- Growth expectations are shrinking because of geopolitical tensions and tightening monetary policy.
- Many on Wall Street say the Fed won’t be willing to ease policy again to improve the growth outlook.
- The central bank is looking to slow down inflation, now at its highest levels in 40 years.
In November, Randy Kroszner, a former
governor, said the central bank was going through “one of the most challenging periods” in decades, as inflation hit levels not seen in a generation while the US economy surged back from one of its worst recessions.
In the four months since then, things have mostly gotten worse. The Consumer Price Index has since risen to a 7.9% annual rate as of February, the highest since 1982. And a war has broken out in Ukraine, sending ripples throughout the global economy as sanctions on Russia have helped to create a squeeze on energy and food prices.
The good news is that many fundamental indicators of economic health in the US are strong: Consumer demand remains high, and the unemployment rate is back near pre-pandemic lows at 3.8%. But as the pace of rising prices shows little sign of cooling in the months ahead due to the war — and as the Federal Reserve gets ready to tighten policy to fight this inflation — economic growth looks set to take a hit.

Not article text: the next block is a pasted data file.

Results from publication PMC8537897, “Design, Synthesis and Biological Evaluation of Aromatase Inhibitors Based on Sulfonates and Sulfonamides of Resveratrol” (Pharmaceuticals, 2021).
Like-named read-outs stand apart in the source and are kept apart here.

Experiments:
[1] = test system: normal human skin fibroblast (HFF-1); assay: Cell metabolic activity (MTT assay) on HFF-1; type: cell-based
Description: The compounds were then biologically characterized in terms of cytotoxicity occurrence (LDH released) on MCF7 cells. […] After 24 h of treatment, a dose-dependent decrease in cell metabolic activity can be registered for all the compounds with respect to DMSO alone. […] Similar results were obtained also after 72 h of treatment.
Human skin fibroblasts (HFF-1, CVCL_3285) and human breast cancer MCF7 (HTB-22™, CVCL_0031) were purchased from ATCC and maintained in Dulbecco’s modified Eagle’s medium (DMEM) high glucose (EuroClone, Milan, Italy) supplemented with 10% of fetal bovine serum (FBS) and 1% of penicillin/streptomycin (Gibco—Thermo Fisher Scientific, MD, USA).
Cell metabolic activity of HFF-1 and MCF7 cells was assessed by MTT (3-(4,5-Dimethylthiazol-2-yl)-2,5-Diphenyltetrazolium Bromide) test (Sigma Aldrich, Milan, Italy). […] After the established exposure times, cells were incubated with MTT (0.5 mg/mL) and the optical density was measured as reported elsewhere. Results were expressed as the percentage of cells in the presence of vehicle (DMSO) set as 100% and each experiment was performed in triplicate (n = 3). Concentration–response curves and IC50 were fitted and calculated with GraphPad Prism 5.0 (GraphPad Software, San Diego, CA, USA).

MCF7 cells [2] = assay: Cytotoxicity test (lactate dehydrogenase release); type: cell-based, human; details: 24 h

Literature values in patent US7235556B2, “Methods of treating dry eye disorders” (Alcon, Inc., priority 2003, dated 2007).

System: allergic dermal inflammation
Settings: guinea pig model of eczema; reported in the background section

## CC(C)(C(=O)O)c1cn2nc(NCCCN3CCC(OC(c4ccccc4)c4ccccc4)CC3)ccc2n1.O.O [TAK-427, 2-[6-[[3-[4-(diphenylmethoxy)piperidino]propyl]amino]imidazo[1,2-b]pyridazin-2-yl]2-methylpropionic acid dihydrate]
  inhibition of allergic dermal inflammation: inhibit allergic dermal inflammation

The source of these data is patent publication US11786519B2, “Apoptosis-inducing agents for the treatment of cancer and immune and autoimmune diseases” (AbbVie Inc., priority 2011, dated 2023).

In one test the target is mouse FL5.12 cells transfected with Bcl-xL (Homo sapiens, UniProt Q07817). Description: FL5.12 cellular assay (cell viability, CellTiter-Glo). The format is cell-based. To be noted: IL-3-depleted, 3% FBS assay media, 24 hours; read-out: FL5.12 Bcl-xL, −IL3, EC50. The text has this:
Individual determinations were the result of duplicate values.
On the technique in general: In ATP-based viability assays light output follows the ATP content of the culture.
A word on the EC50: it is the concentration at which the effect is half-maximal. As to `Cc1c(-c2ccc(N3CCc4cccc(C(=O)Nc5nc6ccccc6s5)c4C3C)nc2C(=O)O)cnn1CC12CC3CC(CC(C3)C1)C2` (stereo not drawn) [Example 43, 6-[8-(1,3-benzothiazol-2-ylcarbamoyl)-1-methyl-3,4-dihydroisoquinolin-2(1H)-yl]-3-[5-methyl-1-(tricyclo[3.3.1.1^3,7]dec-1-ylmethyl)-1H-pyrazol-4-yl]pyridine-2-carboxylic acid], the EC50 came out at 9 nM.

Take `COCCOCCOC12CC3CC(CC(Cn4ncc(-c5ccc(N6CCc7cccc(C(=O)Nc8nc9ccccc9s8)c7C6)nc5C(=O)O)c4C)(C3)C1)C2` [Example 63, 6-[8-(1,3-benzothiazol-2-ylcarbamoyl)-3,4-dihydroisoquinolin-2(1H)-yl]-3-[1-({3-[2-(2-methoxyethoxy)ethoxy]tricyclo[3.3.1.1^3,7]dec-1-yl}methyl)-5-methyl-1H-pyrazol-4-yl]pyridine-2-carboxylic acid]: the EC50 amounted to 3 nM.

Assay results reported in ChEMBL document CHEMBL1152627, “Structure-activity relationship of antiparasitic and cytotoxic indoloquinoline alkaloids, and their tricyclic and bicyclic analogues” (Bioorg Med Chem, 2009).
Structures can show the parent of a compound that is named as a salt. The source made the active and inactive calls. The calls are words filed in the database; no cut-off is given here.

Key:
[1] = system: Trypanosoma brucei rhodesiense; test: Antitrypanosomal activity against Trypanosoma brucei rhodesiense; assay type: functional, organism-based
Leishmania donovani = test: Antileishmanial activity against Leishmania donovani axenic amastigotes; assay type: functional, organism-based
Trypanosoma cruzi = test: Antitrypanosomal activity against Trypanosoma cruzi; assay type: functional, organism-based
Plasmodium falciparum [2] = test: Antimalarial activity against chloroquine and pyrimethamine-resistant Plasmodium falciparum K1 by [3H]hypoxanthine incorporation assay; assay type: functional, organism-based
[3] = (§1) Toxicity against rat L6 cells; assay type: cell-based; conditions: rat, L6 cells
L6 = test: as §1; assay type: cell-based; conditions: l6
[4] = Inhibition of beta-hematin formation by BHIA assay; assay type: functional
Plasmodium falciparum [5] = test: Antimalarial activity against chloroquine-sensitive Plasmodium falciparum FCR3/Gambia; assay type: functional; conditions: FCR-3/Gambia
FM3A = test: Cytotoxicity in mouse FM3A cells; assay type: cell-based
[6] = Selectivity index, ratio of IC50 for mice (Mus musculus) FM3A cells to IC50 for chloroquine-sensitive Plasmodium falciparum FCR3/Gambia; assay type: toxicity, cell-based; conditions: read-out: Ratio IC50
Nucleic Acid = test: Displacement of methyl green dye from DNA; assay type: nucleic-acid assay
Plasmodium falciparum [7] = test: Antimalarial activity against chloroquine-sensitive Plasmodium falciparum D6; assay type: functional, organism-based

The Fed’s Federal Open Market Committee, which sets interest-rate policy, is expected to hike the federal funds rate by 25 basis points, or a quarter of a percentage point, at its meeting this week. Investors are anticipating it will be the first of several hikes this year. They also expect the Fed to start reducing its balance sheet.
Given how important fighting inflation has become for the Fed, the increasing fragility in the economy, and the weak growth outlook, experts are warning that stocks could continue to struggle. That’s a tough pill for investors to swallow, with the S&P 500 already down 13% in 2022 and the Nasdaq Composite down about 21%.